The Changing Electoral Map

Washington Matters

The Changing Electoral Map

Rhodes Cook, a political pundit and former colleague who has made a career of explaining the present by studying the past and the statistical trends, has just published a new analysis of recent voter registration figures.  It's not likely to comfort many Republicans.


To see if the electoral map is really changing, Cook mapped the changes in voter registration statistics.  He found that across the nation, Democrats have gained 700,000 new party members since President Bush's re-election in 2004, while Republicans have lost 1 million -- and that's only in the 29 states that register by party. The numbers strongly suggest that several states won by Bush will be up for grabs this year.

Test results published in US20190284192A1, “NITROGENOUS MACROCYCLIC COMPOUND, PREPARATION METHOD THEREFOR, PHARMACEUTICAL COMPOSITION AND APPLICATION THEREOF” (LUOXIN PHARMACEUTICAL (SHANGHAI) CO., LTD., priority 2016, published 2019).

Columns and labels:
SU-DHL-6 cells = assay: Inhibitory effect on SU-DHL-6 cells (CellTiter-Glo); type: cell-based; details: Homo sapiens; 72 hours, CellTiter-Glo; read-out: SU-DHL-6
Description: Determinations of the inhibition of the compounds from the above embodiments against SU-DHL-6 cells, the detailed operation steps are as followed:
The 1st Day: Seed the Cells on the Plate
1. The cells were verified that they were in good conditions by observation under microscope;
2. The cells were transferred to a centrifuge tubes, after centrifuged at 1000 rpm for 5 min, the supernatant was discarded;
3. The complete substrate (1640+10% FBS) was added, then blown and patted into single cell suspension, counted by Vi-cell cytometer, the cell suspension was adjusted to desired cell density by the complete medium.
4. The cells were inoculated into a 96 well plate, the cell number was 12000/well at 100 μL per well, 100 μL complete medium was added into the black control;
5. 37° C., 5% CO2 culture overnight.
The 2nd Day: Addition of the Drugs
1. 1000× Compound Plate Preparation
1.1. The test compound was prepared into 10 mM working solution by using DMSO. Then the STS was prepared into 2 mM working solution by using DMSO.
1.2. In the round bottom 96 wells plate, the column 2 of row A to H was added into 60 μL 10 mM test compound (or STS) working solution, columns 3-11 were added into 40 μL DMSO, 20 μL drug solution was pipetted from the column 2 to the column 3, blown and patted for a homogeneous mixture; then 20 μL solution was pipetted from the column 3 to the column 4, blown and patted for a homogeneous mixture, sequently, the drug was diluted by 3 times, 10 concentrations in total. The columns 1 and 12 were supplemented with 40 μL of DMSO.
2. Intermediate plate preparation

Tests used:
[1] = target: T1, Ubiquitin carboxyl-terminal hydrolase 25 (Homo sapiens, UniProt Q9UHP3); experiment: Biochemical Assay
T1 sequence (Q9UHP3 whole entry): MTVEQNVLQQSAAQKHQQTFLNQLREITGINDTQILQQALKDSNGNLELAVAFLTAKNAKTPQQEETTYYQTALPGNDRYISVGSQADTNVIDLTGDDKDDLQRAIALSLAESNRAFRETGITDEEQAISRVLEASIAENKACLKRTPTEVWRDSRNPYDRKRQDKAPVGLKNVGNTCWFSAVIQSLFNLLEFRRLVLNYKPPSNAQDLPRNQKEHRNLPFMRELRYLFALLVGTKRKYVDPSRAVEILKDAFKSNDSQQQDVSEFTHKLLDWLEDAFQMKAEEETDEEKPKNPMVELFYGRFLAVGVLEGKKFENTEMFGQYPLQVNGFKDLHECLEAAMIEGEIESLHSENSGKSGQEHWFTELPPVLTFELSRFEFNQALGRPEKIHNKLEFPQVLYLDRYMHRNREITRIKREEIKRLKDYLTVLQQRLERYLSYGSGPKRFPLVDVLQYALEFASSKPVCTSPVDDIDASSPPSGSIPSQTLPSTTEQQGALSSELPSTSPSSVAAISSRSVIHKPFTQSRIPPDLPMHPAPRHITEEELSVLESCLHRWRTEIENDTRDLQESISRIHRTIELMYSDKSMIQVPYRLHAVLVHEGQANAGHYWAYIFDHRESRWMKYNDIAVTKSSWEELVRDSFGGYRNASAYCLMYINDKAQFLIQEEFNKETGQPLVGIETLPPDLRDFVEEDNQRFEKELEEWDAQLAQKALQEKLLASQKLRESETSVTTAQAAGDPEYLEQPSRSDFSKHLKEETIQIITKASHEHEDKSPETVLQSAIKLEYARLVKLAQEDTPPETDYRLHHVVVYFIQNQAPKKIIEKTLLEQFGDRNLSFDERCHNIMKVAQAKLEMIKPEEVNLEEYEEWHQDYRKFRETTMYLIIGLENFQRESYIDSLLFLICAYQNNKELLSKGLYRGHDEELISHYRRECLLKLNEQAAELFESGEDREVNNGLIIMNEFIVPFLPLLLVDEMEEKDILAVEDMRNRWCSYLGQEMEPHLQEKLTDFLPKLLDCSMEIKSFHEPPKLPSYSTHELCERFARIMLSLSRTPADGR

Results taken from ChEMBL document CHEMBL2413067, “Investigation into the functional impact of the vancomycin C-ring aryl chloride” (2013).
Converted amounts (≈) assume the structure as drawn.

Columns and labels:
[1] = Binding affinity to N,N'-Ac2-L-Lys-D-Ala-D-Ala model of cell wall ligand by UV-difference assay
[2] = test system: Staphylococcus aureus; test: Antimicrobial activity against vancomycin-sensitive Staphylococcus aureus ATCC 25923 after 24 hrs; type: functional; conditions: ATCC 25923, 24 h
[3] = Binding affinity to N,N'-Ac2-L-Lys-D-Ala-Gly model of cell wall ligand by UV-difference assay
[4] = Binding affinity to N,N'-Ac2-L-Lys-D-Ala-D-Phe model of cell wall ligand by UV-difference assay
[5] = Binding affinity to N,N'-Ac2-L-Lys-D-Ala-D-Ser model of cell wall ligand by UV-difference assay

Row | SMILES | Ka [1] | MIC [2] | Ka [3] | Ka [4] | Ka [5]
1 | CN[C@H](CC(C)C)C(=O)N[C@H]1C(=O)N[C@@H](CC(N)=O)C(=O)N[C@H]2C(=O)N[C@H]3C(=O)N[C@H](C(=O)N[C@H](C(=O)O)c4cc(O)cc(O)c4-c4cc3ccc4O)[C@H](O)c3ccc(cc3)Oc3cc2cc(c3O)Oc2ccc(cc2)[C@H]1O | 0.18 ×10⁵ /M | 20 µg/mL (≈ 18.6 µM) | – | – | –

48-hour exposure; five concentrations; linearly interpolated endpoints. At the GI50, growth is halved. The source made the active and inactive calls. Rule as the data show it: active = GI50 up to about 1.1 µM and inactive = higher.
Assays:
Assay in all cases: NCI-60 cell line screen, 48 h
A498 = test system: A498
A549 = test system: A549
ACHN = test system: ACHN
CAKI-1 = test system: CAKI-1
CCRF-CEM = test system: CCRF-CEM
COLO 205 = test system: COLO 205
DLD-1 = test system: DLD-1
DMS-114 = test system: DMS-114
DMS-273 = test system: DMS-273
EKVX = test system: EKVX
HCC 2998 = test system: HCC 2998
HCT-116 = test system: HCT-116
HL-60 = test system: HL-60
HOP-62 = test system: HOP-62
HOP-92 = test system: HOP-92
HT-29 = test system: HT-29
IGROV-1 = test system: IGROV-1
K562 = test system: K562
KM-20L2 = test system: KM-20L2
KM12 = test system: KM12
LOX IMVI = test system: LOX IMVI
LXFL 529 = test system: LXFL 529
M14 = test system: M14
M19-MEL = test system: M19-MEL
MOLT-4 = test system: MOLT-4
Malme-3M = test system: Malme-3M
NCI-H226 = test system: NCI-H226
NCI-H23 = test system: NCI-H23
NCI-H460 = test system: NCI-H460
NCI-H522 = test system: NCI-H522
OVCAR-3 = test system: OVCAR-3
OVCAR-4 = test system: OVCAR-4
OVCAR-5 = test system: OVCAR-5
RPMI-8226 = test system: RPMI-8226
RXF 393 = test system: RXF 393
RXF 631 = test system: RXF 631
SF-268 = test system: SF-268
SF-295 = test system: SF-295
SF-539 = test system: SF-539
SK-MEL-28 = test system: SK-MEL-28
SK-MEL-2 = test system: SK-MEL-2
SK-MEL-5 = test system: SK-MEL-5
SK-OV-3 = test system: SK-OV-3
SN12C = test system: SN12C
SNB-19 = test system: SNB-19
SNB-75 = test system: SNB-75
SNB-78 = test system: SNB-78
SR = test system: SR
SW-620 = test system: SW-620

Consider Iowa, a state Bush won by 10,000 votes in 2004. Democrats have increased their numbers by 68,000 since then, while Republicans have added only 7,000. In Nevada, which went for Bush by 21,500 votes, Democrats have added 16,000 while Republicans have lost 44,000.


Democrats are also solidifying their lead in states that John Kerry won four years ago. In Oregon, which went Democratic by 76,000 votes in 2004, Democrats have added 32,000 while Republicans have lost 92,000.  In California, Democrats have added more than 300,000 while Republicans have added just 15,000.


Not all states register by party, but Cook has all the data for those that do, as well as the historical change.